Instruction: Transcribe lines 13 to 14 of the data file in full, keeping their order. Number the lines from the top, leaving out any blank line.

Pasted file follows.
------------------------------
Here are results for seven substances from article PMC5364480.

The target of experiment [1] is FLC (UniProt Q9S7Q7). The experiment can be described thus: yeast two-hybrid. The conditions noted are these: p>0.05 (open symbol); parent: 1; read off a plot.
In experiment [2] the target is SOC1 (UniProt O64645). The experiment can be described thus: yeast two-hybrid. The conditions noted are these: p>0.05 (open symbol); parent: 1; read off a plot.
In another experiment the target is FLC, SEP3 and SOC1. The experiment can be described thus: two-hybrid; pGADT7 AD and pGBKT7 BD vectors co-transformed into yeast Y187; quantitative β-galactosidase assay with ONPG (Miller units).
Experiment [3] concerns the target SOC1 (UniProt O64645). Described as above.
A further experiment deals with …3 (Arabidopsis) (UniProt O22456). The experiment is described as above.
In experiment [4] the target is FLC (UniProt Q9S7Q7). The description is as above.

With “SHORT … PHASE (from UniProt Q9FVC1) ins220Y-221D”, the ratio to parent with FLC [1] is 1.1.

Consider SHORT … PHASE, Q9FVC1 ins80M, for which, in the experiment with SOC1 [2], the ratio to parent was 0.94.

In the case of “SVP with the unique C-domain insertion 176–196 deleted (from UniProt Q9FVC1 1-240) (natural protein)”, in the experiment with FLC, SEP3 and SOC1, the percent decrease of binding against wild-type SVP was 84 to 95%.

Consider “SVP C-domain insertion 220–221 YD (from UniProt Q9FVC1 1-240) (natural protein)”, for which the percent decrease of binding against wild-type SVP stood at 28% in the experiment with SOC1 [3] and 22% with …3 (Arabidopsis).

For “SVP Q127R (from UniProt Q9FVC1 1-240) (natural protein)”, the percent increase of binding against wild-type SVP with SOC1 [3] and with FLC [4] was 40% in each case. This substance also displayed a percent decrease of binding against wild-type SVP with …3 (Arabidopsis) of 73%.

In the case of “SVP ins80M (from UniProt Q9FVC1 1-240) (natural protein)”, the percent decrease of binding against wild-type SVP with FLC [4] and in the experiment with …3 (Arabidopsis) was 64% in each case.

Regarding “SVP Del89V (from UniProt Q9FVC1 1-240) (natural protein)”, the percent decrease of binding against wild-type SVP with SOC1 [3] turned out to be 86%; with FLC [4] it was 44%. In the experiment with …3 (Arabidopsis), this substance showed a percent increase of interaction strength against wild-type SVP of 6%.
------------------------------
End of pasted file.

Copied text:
In the case of “SVP ins80M (from UniProt Q9FVC1 1-240) (natural protein)”, the percent decrease of binding against wild-type SVP with FLC [4] and in the experiment with …3 (Arabidopsis) was 64% in each case.

Regarding “SVP Del89V (from UniProt Q9FVC1 1-240) (natural protein)”, the percent decrease of binding against wild-type SVP with SOC1 [3] turned out to be 86%; with FLC [4] it was 44%. In the experiment with …3 (Arabidopsis), this substance showed a percent increase of interaction strength against wild-type SVP of 6%.